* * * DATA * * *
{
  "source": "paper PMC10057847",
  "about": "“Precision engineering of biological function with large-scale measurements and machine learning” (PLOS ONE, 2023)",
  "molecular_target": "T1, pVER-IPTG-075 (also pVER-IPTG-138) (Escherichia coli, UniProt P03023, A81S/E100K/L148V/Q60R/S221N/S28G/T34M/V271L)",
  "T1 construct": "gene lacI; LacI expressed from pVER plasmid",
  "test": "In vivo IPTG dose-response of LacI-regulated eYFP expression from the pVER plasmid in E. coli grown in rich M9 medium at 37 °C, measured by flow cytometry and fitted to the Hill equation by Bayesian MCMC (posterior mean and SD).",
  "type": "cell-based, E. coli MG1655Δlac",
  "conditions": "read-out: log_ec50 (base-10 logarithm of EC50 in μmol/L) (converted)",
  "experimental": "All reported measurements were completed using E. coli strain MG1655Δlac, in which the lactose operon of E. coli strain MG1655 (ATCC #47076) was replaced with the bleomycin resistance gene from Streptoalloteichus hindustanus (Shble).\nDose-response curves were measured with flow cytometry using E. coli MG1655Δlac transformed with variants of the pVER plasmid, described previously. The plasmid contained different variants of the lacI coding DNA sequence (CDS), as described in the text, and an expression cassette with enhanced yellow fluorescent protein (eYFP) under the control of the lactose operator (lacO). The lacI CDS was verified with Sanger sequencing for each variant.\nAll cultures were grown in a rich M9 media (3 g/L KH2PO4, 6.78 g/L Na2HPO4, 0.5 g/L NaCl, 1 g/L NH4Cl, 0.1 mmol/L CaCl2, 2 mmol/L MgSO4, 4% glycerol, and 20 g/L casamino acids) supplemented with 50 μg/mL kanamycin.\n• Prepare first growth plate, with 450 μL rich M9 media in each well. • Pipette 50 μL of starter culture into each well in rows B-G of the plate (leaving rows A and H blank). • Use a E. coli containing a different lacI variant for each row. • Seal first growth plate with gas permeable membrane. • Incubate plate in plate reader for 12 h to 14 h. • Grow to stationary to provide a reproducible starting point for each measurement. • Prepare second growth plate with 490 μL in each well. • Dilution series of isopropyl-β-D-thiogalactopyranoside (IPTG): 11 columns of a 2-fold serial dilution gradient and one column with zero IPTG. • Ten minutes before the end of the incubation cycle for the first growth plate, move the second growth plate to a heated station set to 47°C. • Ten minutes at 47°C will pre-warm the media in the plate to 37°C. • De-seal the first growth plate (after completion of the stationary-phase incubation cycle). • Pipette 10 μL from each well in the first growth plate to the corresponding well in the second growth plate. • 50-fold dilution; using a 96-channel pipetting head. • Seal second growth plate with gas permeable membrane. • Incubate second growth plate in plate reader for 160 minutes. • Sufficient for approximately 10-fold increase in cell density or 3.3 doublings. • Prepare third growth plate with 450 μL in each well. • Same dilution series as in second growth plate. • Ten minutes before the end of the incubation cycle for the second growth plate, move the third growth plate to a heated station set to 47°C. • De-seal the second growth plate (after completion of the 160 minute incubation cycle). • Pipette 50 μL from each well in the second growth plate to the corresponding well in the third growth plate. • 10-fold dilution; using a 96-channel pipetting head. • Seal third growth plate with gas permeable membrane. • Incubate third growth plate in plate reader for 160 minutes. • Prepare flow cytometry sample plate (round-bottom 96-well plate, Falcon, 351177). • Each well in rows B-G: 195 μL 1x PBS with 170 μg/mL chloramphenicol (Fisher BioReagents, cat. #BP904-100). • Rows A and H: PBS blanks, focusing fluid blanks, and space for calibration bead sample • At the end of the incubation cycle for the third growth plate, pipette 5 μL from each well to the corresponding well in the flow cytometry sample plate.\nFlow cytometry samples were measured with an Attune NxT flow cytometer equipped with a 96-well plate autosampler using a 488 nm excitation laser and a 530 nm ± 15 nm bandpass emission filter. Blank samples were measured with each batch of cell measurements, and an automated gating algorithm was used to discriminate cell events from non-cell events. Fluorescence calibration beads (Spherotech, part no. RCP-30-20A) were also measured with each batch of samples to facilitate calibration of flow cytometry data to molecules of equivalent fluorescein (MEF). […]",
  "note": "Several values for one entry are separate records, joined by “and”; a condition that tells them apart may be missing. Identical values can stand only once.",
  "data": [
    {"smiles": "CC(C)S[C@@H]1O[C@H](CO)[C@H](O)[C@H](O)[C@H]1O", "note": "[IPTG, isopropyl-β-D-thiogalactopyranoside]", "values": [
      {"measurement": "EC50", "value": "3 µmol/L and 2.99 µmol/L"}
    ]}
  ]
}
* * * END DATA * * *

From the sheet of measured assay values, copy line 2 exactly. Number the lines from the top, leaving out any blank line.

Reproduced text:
  "source": "paper PMC10057847",